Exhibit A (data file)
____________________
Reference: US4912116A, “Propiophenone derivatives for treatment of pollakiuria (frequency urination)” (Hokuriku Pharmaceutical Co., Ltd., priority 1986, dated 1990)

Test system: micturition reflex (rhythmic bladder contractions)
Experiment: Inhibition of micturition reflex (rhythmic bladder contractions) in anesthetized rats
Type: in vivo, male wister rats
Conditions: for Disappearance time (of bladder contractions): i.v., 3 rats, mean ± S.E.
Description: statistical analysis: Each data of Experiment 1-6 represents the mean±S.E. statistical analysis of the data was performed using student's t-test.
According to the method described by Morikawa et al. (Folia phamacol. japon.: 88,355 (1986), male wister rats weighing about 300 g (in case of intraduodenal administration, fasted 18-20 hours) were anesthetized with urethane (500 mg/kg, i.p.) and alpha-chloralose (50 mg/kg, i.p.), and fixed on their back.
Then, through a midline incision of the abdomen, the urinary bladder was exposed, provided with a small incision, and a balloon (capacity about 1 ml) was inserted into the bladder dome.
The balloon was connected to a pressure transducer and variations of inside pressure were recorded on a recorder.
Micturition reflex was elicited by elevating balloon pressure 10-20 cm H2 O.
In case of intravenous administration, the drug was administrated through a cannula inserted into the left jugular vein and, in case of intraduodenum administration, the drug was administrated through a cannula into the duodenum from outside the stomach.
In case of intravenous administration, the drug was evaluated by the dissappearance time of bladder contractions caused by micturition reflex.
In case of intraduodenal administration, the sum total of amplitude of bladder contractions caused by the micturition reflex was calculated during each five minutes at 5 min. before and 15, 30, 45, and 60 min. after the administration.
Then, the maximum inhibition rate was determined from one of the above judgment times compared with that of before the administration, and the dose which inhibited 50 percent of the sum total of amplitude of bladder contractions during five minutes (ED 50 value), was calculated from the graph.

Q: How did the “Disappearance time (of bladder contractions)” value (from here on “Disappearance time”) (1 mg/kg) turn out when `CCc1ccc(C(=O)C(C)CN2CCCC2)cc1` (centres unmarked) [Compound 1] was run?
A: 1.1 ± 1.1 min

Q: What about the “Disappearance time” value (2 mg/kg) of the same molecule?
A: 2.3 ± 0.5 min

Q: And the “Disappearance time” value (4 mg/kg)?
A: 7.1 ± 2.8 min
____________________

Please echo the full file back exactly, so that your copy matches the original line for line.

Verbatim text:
Reference: US4912116A, “Propiophenone derivatives for treatment of pollakiuria (frequency urination)” (Hokuriku Pharmaceutical Co., Ltd., priority 1986, dated 1990)

Test system: micturition reflex (rhythmic bladder contractions)
Experiment: Inhibition of micturition reflex (rhythmic bladder contractions) in anesthetized rats
Type: in vivo, male wister rats
Conditions: for Disappearance time (of bladder contractions): i.v., 3 rats, mean ± S.E.
Description: statistical analysis: Each data of Experiment 1-6 represents the mean±S.E. statistical analysis of the data was performed using student's t-test.
According to the method described by Morikawa et al. (Folia phamacol. japon.: 88,355 (1986), male wister rats weighing about 300 g (in case of intraduodenal administration, fasted 18-20 hours) were anesthetized with urethane (500 mg/kg, i.p.) and alpha-chloralose (50 mg/kg, i.p.), and fixed on their back.
Then, through a midline incision of the abdomen, the urinary bladder was exposed, provided with a small incision, and a balloon (capacity about 1 ml) was inserted into the bladder dome.
The balloon was connected to a pressure transducer and variations of inside pressure were recorded on a recorder.
Micturition reflex was elicited by elevating balloon pressure 10-20 cm H2 O.
In case of intravenous administration, the drug was administrated through a cannula inserted into the left jugular vein and, in case of intraduodenum administration, the drug was administrated through a cannula into the duodenum from outside the stomach.
In case of intravenous administration, the drug was evaluated by the dissappearance time of bladder contractions caused by micturition reflex.
In case of intraduodenal administration, the sum total of amplitude of bladder contractions caused by the micturition reflex was calculated during each five minutes at 5 min. before and 15, 30, 45, and 60 min. after the administration.
Then, the maximum inhibition rate was determined from one of the above judgment times compared with that of before the administration, and the dose which inhibited 50 percent of the sum total of amplitude of bladder contractions during five minutes (ED 50 value), was calculated from the graph.

Q: How did the “Disappearance time (of bladder contractions)” value (from here on “Disappearance time”) (1 mg/kg) turn out when `CCc1ccc(C(=O)C(C)CN2CCCC2)cc1` (centres unmarked) [Compound 1] was run?
A: 1.1 ± 1.1 min

Q: What about the “Disappearance time” value (2 mg/kg) of the same molecule?
A: 2.3 ± 0.5 min

Q: And the “Disappearance time” value (4 mg/kg)?
A: 7.1 ± 2.8 min